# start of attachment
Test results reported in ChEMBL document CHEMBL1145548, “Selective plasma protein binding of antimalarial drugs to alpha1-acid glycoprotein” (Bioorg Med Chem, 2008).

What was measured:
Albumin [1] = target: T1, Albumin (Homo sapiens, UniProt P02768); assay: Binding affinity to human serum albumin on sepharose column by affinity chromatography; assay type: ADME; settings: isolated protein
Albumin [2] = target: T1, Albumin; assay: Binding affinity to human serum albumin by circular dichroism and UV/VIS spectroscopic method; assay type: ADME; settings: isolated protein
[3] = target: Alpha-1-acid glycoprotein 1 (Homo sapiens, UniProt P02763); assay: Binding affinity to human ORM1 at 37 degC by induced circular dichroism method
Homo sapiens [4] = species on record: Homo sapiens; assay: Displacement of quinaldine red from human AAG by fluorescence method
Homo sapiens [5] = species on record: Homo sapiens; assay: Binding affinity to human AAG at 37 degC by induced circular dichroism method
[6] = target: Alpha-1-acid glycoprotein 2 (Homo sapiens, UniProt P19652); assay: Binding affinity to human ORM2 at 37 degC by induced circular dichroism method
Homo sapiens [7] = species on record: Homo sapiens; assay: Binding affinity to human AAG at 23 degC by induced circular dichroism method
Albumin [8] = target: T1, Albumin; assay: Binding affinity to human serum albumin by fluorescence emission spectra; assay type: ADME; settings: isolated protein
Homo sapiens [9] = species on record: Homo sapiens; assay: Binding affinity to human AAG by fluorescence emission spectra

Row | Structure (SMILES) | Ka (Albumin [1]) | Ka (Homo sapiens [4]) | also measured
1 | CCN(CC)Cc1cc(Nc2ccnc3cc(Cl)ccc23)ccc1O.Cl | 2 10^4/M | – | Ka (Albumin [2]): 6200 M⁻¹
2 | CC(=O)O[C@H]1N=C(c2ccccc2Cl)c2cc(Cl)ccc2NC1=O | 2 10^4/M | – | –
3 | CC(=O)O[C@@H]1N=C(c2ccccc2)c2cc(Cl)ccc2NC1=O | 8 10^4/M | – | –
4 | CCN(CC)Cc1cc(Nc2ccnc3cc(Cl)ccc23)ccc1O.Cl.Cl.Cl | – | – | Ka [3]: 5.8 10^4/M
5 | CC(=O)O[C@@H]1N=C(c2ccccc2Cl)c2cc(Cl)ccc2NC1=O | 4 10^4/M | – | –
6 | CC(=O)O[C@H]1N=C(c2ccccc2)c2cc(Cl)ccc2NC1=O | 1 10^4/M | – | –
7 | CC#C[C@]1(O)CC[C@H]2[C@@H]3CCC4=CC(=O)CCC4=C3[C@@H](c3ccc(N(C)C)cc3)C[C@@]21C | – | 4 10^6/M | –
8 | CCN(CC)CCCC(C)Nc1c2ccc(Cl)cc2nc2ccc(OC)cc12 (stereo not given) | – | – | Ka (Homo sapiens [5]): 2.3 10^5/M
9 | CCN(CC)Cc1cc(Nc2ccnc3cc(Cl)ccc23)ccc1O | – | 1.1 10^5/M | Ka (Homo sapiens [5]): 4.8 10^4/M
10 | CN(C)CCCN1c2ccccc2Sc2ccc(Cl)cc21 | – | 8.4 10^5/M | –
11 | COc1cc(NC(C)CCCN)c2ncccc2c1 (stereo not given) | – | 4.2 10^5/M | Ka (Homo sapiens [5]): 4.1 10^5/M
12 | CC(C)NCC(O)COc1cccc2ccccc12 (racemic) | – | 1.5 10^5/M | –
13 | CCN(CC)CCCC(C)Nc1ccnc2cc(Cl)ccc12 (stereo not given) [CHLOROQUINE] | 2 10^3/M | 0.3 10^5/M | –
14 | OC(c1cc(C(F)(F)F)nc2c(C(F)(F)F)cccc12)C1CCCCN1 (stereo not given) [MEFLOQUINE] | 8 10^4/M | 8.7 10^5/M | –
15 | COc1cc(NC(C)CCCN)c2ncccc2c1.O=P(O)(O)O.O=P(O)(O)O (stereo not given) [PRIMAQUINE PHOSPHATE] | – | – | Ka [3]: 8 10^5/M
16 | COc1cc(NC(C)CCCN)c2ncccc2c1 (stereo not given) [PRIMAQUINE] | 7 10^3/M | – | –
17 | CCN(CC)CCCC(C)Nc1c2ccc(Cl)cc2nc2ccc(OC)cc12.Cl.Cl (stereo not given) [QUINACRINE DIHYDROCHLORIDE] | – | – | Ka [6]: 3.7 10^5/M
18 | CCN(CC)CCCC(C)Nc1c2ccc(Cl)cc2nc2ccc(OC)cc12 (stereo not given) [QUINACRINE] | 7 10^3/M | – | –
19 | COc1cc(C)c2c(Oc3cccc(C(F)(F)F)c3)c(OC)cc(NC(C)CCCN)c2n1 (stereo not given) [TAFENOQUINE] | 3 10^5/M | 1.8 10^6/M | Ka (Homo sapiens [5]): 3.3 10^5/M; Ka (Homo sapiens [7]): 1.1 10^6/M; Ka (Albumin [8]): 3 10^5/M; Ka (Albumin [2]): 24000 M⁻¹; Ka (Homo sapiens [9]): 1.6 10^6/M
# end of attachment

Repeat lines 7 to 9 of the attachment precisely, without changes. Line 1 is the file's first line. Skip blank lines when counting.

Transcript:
Homo sapiens [5] = species on record: Homo sapiens; assay: Binding affinity to human AAG at 37 degC by induced circular dichroism method
[6] = target: Alpha-1-acid glycoprotein 2 (Homo sapiens, UniProt P19652); assay: Binding affinity to human ORM2 at 37 degC by induced circular dichroism method
Homo sapiens [7] = species on record: Homo sapiens; assay: Binding affinity to human AAG at 23 degC by induced circular dichroism method